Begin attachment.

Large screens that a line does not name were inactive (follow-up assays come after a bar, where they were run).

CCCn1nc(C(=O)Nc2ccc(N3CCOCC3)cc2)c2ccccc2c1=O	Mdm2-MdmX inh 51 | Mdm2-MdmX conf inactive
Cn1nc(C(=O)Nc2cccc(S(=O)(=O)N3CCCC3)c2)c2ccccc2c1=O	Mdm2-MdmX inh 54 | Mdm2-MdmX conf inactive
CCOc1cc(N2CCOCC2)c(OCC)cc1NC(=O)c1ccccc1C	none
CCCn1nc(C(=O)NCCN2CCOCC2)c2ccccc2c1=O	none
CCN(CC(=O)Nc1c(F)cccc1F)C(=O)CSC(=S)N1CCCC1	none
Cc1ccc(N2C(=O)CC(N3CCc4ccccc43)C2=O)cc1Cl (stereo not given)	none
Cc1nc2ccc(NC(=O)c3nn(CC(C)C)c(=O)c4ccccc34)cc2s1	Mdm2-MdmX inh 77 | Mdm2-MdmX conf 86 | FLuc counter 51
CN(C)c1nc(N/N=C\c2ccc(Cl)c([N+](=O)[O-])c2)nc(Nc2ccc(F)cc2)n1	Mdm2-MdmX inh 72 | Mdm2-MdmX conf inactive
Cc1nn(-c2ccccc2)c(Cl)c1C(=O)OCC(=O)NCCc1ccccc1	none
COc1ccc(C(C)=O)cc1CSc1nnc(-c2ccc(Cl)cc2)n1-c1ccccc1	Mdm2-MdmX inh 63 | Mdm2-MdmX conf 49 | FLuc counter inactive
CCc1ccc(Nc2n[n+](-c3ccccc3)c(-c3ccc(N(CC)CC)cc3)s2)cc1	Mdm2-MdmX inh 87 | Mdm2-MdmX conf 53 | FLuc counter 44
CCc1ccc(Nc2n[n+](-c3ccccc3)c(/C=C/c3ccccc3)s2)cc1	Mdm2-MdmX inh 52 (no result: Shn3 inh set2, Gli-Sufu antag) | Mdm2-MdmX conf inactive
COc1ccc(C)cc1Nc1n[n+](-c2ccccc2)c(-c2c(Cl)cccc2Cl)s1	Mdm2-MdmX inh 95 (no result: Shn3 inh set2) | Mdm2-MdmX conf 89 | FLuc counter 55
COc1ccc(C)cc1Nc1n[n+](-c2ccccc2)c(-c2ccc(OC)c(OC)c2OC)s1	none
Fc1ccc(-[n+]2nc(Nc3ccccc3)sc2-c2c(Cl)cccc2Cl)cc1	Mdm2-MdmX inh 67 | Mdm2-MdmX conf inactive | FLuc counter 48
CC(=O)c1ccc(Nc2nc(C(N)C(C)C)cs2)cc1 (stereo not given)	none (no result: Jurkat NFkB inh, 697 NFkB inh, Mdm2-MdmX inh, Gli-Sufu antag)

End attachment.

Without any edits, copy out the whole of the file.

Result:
Large screens that a line does not name were inactive (follow-up assays come after a bar, where they were run).

CCCn1nc(C(=O)Nc2ccc(N3CCOCC3)cc2)c2ccccc2c1=O	Mdm2-MdmX inh 51 | Mdm2-MdmX conf inactive
Cn1nc(C(=O)Nc2cccc(S(=O)(=O)N3CCCC3)c2)c2ccccc2c1=O	Mdm2-MdmX inh 54 | Mdm2-MdmX conf inactive
CCOc1cc(N2CCOCC2)c(OCC)cc1NC(=O)c1ccccc1C	none
CCCn1nc(C(=O)NCCN2CCOCC2)c2ccccc2c1=O	none
CCN(CC(=O)Nc1c(F)cccc1F)C(=O)CSC(=S)N1CCCC1	none
Cc1ccc(N2C(=O)CC(N3CCc4ccccc43)C2=O)cc1Cl (stereo not given)	none
Cc1nc2ccc(NC(=O)c3nn(CC(C)C)c(=O)c4ccccc34)cc2s1	Mdm2-MdmX inh 77 | Mdm2-MdmX conf 86 | FLuc counter 51
CN(C)c1nc(N/N=C\c2ccc(Cl)c([N+](=O)[O-])c2)nc(Nc2ccc(F)cc2)n1	Mdm2-MdmX inh 72 | Mdm2-MdmX conf inactive
Cc1nn(-c2ccccc2)c(Cl)c1C(=O)OCC(=O)NCCc1ccccc1	none
COc1ccc(C(C)=O)cc1CSc1nnc(-c2ccc(Cl)cc2)n1-c1ccccc1	Mdm2-MdmX inh 63 | Mdm2-MdmX conf 49 | FLuc counter inactive
CCc1ccc(Nc2n[n+](-c3ccccc3)c(-c3ccc(N(CC)CC)cc3)s2)cc1	Mdm2-MdmX inh 87 | Mdm2-MdmX conf 53 | FLuc counter 44
CCc1ccc(Nc2n[n+](-c3ccccc3)c(/C=C/c3ccccc3)s2)cc1	Mdm2-MdmX inh 52 (no result: Shn3 inh set2, Gli-Sufu antag) | Mdm2-MdmX conf inactive
COc1ccc(C)cc1Nc1n[n+](-c2ccccc2)c(-c2c(Cl)cccc2Cl)s1	Mdm2-MdmX inh 95 (no result: Shn3 inh set2) | Mdm2-MdmX conf 89 | FLuc counter 55
COc1ccc(C)cc1Nc1n[n+](-c2ccccc2)c(-c2ccc(OC)c(OC)c2OC)s1	none
Fc1ccc(-[n+]2nc(Nc3ccccc3)sc2-c2c(Cl)cccc2Cl)cc1	Mdm2-MdmX inh 67 | Mdm2-MdmX conf inactive | FLuc counter 48
CC(=O)c1ccc(Nc2nc(C(N)C(C)C)cs2)cc1 (stereo not given)	none (no result: Jurkat NFkB inh, 697 NFkB inh, Mdm2-MdmX inh, Gli-Sufu antag)